The importance of embedding indigenous perspectives into classroom planning is a high priority in Australian education. Relevant legislation and polices ensure that each an every child receives full involvement in classroom activities. Education Queensland's(EQ's) inclusive education statement declares 'Inclusive education reflects the values, ethos and culture of a public education system committed to excellence by enhancing educational opportunities for all students' (Slee, 2001, p. 1). This document is a fantastic tool used to acknowledge exactly what EQ's commitment is and the quality education they desire for every Australian student. The importance of learning managers understanding inclusion in the classroom is crucial. A teacher's attitude towards social inclusion is vital for behaviour and classroom management. The teacher chooses what will be taught, how it will be taught and what teaching strategies will be used (Ashman & Elkins, 2005).Most importantly, when we understand what our students needs and wants are they are more likely to actively engage in learning.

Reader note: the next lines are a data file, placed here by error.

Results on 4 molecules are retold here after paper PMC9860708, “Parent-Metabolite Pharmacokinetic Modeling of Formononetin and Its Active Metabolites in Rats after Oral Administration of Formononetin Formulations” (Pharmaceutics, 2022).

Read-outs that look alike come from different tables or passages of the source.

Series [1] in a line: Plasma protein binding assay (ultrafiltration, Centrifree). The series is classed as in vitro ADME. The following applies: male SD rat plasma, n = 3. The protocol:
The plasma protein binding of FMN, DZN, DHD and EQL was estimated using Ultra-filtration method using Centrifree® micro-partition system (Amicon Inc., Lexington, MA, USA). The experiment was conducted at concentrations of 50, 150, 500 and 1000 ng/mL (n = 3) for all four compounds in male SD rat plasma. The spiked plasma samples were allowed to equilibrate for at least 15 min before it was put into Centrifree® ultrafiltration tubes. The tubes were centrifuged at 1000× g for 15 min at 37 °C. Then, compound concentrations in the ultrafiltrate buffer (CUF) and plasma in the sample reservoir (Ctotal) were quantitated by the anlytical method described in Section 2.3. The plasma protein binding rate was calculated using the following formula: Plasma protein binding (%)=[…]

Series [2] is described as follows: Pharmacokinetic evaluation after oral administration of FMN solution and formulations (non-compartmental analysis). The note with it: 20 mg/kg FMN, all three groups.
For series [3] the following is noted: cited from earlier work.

So how can a learning manager embed Indigenous perspectives? The most important part of this is ask your self ' Do you know what the perspectives are?' 'Will I offend anyone?' 'Is this factual?' 'Can I teach this correctly?' If you have answered no to any of these questions than it would be beneficial to get a professional opinion. Many schools throughout Queensland have an Aboriginal and Torres Straight Islander liaison officer that they can approach to check what is appropriate and ask ideas (Ashman & Elkins, 2005, p. 10). What is more, a creative way of acknowledging different cultures could be to have a professional as a guest speaker. Last year I was in a year 3 class and we went on an excursion to one of the nearby islands. Our tour guide (who is a ranger) showed us around the island and explained how Aboriginals lived on the island thousands of years ago. The children loved this experience. They were interested and engaged!
Ashman, A.,& Elkins, J.(2005). Educating children with diverse abilities. Frenchs Forest NSW: Pearson Prentice Hall.
Slee, R. (2001). Inclusive Education Statement-2005. Retrieved March 6, 2009, from http://education.qld.gov.au/studentservices/learning/docs/inclusedstatement2005.pdf